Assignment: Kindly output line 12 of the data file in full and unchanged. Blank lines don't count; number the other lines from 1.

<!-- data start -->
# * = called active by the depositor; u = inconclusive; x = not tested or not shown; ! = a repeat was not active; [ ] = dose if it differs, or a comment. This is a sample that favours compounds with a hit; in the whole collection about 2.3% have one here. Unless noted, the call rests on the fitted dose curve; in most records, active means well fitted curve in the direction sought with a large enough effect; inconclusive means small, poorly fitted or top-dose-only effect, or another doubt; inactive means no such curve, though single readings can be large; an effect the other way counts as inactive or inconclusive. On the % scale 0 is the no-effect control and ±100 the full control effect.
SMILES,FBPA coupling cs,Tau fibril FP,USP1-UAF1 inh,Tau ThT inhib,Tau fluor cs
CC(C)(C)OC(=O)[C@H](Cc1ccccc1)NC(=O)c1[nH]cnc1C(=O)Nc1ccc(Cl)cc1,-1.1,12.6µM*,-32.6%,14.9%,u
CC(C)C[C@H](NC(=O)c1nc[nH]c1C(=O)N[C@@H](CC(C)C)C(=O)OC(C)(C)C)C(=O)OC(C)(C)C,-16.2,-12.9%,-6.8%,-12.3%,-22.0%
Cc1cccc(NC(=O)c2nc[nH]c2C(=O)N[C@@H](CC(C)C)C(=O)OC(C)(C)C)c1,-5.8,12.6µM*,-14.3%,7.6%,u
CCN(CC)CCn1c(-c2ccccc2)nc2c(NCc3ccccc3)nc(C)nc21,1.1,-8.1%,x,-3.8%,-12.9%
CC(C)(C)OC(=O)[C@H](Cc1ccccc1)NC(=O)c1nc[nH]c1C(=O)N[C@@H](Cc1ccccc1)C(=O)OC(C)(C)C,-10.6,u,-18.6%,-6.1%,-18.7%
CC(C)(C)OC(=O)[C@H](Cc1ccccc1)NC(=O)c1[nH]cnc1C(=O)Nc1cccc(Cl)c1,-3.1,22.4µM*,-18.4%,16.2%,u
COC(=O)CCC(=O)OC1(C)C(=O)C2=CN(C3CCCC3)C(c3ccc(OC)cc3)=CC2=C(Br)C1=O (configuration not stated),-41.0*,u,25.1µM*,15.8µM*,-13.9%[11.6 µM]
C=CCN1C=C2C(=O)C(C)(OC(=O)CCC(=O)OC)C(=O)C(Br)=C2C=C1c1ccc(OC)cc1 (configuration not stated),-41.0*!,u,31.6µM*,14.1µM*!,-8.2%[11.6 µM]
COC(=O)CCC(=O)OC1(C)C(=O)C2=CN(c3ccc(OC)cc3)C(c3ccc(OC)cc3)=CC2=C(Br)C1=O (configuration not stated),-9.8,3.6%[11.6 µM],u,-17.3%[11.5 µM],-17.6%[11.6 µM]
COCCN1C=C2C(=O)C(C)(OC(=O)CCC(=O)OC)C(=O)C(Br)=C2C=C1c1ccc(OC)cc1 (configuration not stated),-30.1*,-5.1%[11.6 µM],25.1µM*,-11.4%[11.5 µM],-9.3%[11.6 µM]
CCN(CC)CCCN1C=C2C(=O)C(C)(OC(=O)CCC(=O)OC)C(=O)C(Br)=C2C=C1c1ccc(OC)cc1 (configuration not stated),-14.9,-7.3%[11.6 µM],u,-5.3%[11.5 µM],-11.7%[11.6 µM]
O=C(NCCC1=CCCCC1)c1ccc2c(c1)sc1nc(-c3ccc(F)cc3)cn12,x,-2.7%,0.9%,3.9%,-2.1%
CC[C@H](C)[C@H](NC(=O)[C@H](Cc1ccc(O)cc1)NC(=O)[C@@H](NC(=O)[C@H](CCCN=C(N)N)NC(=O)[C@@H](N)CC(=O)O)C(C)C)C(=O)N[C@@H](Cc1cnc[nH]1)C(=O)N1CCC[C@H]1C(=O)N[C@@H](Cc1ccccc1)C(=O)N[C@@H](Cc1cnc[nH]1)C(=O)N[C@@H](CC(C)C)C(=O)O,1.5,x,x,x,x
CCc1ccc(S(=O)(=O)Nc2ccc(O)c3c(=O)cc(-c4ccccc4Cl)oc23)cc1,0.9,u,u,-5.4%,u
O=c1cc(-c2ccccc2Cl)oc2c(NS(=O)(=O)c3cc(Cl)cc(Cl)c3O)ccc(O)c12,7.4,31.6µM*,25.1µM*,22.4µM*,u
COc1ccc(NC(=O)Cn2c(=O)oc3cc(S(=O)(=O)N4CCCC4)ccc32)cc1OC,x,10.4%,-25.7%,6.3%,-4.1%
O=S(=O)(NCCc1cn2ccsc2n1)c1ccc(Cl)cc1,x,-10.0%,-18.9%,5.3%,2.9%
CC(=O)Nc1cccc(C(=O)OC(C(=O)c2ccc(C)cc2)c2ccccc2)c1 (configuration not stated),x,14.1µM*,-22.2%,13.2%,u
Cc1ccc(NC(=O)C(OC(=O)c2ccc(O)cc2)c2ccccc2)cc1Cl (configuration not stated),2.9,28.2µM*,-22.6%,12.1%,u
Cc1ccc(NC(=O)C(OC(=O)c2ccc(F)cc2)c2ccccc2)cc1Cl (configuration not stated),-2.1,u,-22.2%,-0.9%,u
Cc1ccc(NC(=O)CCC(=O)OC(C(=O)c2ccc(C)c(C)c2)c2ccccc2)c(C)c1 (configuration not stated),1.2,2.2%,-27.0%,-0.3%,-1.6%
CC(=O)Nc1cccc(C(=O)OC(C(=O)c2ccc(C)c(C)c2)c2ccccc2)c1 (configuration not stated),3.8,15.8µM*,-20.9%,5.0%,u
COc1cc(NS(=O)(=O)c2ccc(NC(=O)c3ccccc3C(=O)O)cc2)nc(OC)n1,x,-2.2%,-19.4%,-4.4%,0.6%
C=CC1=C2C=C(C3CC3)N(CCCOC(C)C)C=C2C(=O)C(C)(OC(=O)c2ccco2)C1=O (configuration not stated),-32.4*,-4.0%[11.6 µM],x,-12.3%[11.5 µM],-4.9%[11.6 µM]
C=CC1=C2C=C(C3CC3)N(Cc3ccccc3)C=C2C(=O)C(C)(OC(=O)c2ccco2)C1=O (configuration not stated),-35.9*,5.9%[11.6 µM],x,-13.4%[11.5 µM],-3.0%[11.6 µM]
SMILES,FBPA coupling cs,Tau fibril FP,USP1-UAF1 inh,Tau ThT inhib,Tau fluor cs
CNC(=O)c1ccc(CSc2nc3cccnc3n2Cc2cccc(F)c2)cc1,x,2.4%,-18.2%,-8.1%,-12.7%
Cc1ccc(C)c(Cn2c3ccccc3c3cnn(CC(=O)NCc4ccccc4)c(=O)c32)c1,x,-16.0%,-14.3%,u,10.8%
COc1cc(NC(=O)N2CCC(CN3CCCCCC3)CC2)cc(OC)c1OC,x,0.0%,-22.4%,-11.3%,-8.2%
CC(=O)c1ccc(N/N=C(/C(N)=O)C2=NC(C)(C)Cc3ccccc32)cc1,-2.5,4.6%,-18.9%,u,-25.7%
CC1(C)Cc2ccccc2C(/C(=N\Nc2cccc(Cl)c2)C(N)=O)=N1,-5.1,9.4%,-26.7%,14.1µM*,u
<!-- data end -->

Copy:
COCCN1C=C2C(=O)C(C)(OC(=O)CCC(=O)OC)C(=O)C(Br)=C2C=C1c1ccc(OC)cc1 (configuration not stated),-30.1*,-5.1%[11.6 µM],25.1µM*,-11.4%[11.5 µM],-9.3%[11.6 µM]